You only get to the value of this promise p the next time microtasks are run. In other words, the above program is semantically equivalent to using Promise.resolve with the value:

function computeAnswer() {
  return Promise.resolve(42);
}

The real power of async functions comes from await expressions, which cause the function execution to pause until a promise is resolved, and resume after fulfillment. The value of await is that of the fulfilled promise. Here’s an example showing what that means:

async function fetchStatus(url) {
  const response = await fetch(url);
  return response.status;
}

The execution of fetchStatus gets suspended on the await, and is later resumed when the fetch promise fulfills. This is more or less equivalent to chaining a handler onto the promise returned from fetch.

function fetchStatus(url) {
  return fetch(url).then(response => response.status);
}

That handler contains the code following the await in the async function.

Normally you’d pass a Promise to await, but you can actually wait on any arbitrary JavaScript value. If the value of the expression following the await is not a promise, it’s converted to a promise. That means you can await 42 if you feel like doing that:

async function foo() {
  const v = await 42;
  return v;
}

const p = foo();
// → Promise

p.then(console.log);
// prints `42` eventually

More interestingly, await works with any “thenable”, i.e. any object with a then method, even if it’s not a real promise. So you can implement funny things like an asynchronous sleep that measures the actual time spent sleeping:

class Sleep {
  constructor(timeout) {
    this.timeout = timeout;
  }
  then(resolve, reject) {
    const startTime = Date.now();
    setTimeout(() => resolve(Date.now() - startTime),
               this.timeout);
  }
}

(async () => {
  const actualTime = await new Sleep(1000);
  console.log(actualTime);
})();

Let’s see what V8 does for await under the hood, following the specification. Here’s a simple async function foo:

async function foo(v) {
  const w = await v;
  return w;
}

When called, it wraps the parameter v into a promise and suspends execution of the async function until that promise is resolved. Once that happens, execution of the function resumes and w gets assigned the value of the fulfilled promise. This value is then returned from the async function.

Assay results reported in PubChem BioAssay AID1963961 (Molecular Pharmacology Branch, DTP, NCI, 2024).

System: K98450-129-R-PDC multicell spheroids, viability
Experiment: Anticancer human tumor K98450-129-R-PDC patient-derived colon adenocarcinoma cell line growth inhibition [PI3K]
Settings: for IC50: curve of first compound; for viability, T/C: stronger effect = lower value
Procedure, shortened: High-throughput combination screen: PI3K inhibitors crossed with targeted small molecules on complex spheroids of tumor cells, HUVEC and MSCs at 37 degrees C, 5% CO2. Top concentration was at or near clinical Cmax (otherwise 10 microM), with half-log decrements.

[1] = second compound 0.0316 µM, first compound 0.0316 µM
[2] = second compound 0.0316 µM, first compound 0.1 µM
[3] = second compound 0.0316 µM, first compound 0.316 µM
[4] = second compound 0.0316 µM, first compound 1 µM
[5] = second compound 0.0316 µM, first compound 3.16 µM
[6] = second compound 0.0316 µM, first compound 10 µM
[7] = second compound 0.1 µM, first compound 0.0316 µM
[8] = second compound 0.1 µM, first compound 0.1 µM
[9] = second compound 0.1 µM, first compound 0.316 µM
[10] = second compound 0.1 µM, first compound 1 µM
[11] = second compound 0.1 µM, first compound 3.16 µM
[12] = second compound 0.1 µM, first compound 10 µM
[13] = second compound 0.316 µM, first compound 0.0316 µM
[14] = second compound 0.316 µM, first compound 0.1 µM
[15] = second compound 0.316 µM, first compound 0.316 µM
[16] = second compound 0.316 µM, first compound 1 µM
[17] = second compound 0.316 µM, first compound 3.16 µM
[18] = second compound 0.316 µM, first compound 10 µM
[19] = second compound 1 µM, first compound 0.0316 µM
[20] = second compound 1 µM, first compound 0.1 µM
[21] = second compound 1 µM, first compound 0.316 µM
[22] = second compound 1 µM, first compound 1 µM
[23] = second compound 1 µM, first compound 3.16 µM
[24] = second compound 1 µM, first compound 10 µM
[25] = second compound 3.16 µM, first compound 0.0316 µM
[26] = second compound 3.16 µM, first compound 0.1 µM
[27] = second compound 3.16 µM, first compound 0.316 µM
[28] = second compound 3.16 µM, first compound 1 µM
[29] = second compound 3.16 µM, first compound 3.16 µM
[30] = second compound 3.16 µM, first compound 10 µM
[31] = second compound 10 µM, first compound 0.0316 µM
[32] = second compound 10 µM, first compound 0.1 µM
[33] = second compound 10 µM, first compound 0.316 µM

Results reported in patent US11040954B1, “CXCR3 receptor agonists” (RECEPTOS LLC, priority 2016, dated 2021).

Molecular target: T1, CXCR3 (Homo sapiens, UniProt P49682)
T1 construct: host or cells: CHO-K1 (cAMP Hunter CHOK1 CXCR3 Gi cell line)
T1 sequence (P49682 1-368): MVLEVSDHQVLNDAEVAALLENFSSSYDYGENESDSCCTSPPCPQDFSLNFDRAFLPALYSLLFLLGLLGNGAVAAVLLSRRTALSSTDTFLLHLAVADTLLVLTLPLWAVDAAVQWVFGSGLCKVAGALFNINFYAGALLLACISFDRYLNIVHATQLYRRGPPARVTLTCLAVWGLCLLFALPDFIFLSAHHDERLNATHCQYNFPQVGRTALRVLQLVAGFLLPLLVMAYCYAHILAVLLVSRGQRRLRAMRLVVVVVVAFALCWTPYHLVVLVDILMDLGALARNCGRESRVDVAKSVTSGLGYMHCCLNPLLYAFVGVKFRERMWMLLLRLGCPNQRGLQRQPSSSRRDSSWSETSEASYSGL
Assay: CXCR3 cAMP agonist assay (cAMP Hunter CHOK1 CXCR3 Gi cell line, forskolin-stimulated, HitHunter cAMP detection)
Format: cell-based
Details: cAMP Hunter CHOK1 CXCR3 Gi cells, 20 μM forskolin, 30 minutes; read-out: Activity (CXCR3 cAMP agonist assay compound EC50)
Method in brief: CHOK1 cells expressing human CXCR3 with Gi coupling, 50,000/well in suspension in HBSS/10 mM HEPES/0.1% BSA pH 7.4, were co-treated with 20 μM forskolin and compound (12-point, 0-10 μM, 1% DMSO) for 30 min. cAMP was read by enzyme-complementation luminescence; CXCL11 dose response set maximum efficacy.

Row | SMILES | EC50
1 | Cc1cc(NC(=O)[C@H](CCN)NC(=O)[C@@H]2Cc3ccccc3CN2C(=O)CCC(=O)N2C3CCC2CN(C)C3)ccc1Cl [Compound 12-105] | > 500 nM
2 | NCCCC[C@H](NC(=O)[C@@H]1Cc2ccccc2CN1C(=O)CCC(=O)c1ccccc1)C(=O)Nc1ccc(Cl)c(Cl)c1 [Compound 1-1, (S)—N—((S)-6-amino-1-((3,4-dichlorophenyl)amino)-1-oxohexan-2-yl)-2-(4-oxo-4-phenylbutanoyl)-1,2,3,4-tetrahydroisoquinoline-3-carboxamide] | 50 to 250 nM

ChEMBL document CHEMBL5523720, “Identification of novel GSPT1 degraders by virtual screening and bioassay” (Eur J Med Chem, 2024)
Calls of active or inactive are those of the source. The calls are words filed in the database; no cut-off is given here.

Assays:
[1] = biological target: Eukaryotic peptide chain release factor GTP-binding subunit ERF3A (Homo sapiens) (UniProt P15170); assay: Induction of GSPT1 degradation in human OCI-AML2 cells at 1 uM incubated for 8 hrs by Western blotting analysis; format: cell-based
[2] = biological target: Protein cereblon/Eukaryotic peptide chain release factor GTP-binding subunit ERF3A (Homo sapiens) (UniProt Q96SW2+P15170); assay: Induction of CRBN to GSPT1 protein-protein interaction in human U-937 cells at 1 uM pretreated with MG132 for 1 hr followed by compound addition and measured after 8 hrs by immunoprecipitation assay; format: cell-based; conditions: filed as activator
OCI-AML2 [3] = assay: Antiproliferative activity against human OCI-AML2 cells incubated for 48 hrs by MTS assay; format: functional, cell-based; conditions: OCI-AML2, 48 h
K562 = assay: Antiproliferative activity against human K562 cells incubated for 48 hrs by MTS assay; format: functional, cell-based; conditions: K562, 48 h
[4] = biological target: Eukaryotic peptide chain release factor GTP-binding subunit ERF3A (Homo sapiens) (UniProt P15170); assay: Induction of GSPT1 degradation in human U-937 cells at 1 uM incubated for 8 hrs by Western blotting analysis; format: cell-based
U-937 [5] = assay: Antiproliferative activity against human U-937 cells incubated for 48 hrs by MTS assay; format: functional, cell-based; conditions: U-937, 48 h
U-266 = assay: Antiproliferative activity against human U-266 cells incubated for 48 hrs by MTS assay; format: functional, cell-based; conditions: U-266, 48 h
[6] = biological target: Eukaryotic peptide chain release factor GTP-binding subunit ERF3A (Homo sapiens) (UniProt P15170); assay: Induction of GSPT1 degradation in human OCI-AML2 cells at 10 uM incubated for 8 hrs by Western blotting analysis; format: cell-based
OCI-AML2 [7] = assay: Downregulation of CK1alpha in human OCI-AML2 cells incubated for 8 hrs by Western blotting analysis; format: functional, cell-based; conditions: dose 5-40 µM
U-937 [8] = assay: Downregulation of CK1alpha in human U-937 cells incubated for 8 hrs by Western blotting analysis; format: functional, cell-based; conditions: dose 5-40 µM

await under the hood

First of all, V8 marks this function as resumable, which means that execution can be suspended and later resumed (at await points). Then it creates the so-called implicit_promise, which is the promise that is returned when you invoke the async function, and that eventually resolves to the value produced by the async function.

Comparison between a simple async function and what the engine turns it into

Then comes the interesting bit: the actual await. First the value passed to await is wrapped into a promise. Then, handlers are attached to this wrapped promise to resume the function once the promise is fulfilled, and execution of the async function is suspended, returning the implicit_promise to the caller. Once the promise is fulfilled, execution of the async function is resumed with the value w from the promise, and the implicit_promise is resolved with w.

In a nutshell, the initial steps for await v are:

  1. Wrap v — the value passed to await — into a promise.
  2. Attach handlers for resuming the async function later.
  3. Suspend the async function and return the implicit_promise to the caller.

Let’s go through the individual operations step by step. Assume that the thing that is being awaited is already a promise, which was fulfilled with the value 42. Then the engine creates a new promise and resolves that with whatever’s being awaited. This does deferred chaining of these promises on the next turn, expressed via what the specification calls a PromiseResolveThenableJob.

await step 1

Then the engine creates another so-called throwaway promise. It’s called throwaway because nothing is ever chained to it — it’s completely internal to the engine. This throwaway promise is then chained onto the promise, with appropriate handlers to resume the async function. This performPromiseThen operation is essentially what Promise.prototype.then() does, behind the scenes. Finally, execution of the async function is suspended, and control returns to the caller.